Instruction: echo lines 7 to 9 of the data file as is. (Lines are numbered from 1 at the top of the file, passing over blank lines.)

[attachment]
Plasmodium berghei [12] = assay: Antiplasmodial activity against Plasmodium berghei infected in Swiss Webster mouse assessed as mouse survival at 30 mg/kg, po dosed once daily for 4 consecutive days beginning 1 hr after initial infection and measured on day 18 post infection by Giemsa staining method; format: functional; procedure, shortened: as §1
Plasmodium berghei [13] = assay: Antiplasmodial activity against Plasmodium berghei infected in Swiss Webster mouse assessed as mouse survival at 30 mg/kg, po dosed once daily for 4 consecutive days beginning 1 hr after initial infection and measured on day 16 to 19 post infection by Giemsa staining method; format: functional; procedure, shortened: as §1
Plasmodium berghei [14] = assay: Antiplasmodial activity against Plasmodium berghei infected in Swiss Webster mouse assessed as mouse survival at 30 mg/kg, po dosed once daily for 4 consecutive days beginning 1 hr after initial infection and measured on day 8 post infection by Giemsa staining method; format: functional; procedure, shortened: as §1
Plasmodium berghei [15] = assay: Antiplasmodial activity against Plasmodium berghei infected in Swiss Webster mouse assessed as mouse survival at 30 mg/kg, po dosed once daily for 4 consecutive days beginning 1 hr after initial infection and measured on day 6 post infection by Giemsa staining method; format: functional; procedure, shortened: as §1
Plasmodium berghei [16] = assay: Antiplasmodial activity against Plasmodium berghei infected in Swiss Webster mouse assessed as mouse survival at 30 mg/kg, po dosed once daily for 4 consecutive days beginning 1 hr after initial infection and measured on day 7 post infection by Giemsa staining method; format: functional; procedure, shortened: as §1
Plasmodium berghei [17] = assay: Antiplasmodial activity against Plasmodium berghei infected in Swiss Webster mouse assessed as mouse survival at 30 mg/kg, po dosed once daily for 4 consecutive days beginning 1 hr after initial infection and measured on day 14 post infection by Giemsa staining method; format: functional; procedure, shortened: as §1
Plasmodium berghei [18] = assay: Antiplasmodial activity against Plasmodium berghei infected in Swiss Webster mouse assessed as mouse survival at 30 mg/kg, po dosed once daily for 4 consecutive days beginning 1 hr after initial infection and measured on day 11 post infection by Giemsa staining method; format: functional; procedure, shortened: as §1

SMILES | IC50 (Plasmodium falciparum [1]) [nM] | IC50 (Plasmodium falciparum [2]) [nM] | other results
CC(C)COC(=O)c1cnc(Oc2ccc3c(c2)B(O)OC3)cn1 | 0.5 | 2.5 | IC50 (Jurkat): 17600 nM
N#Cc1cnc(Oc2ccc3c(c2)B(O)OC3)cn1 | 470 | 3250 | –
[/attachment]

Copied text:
Plasmodium berghei [18] = assay: Antiplasmodial activity against Plasmodium berghei infected in Swiss Webster mouse assessed as mouse survival at 30 mg/kg, po dosed once daily for 4 consecutive days beginning 1 hr after initial infection and measured on day 11 post infection by Giemsa staining method; format: functional; procedure, shortened: as §1

SMILES | IC50 (Plasmodium falciparum [1]) [nM] | IC50 (Plasmodium falciparum [2]) [nM] | other results
CC(C)COC(=O)c1cnc(Oc2ccc3c(c2)B(O)OC3)cn1 | 0.5 | 2.5 | IC50 (Jurkat): 17600 nM